Officer accused of mishandling intelligence data
Colonel assigned to Guantanamo faces two charges
Suspected al Qaeda and Taliban detainees are being held and interrogated at the U.S. detention center at Guantanamo Bay, Cuba.
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(CNN) -- An Army intelligence officer assigned to a task force guarding al Qaeda and Taliban detainees at Guantanamo Bay, Cuba, has been charged with improperly handling classified material and lying to investigators probing the alleged security breach, U.S. Central Command said Saturday.
Col. Jack Farr, who has been serving at Guantanamo Bay for six months on temporary assignment, was charged with one count of failing to obey a lawful order and one count of making a false official statement, according to a statement from Central Command.
Farr is the fourth person to be implicated in an investigation into alleged security breaches at Camp Delta, where hundreds of detainees captured by U.S. forces in Afghanistan and elsewhere are being held.
The colonel is accused of wrongfully transporting classified material without a proper security container in October and making a false statement in the course of the investigation into his handling of classified material, the statement said.
The charges have been forwarded to the commander of the Joint Task Force, who will decide whether to refer them for a court-martial, Central Command said.
There have been other arrests of military and civilian personnel who worked at Guantanamo.
Army Capt. James Yee, a Muslim chaplain at Camp Delta who worked with suspected Taliban and al Qaeda detainees, was arrested in September, initially on suspicion of espionage and aiding the enemy.
He has been charged with three counts of failing to obey an order and one count each of adultery, making a false official statement and conduct unbecoming an officer. Two of the charges relate to allegations that he used a government computer to view and store pornography.
Army Capt. James Yee
Military officials accuse Yee of taking classified material to his home and transporting it without property security containers or covers. He allegedly had classified material in his possession when he returned to the United States from Guantanamo Bay in September.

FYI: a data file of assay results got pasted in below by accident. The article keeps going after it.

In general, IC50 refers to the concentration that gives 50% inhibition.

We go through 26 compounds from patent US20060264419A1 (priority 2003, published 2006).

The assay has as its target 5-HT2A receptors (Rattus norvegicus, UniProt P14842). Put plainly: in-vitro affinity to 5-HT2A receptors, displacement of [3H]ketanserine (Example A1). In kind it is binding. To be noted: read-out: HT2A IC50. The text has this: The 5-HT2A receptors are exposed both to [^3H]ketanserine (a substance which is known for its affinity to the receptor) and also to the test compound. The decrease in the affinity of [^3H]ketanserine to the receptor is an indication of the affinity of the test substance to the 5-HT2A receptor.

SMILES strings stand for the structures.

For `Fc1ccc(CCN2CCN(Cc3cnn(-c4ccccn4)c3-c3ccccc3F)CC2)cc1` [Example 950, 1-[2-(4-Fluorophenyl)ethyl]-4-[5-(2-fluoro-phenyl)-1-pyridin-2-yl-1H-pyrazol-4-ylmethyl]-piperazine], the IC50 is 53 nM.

Yee has since been transferred to Fort Benning, Georgia. Military officials said he would report to the chaplain and perform duties commensurate to his rank. (Full story)
Ahmed Mehalba, a civilian translator who worked at Guantanamo, was arrested at Boston's Logan International Airport in September after U.S. Immigration officials found him carrying CD-ROMs and paper documents that are allegedly related to the detainees at Guantanamo.
FBI agent John Van Kleeff testified at a hearing last month that Mehalba was carrying a computer disc with 368 files marked "secret" and did not have authorizing documents that would have allowed him to be in possession of those files.
The agent also said that a list of documents on the disc was in Mehalba's handwriting.
Mehalba has denied knowing how classified documents were put on his disc.
Van Kleeff also said that in subsequent interviews, Mehalba told agents he had sold a personal computer he had used at Guantanamo Bay. The FBI had retrieved that computer, Van Kleeff said, and had found five classified documents on the hard drive, along with Mehalba's resume.
The Department of Homeland Security said Mehalba is a naturalized U.S. citizen of Egyptian descent. He had arrived at the Boston airport from Cairo, Egypt, via Milan, Italy.
He is charged with knowingly and willfully making materially false, fictitious or fraudulent statements or representations. That charge carries a penalty of up to five years in prison upon conviction. (Full story)
Air Force translator
Air Force Senior Airman Ahmad al Halabi, an American citizen of Syrian descent who served as a translator at Camp Delta, faces more than 30 charges, including espionage, aiding the enemy and making false statements.
Halabi allegedly e-mailed information about operations at Guantanamo Bay to people in Syria. His translations of statements by detainees have been retranslated because military officials fear they were not reliable.
The Syrian government has denied any involvement.
In an affidavit to obtain a search warrant in the case, Special Agent Lance Wega of the Air Force Office of Special Investigations said the investigation of Halabi was "initiated based on reports of suspicious activity while he was stationed at Travis AFB and also while deployed to Kuwait and Guantanamo Bay Naval Base, Cuba."
While in Cuba, the affidavit said, "Halabi made statements criticizing United States policy with regard to the detainees and U.S. foreign policy in the Middle East. He has also expressed sympathy for and has had unauthorized contact with the detainees, including providing unauthorized items of comfort to the detainees." (Full story)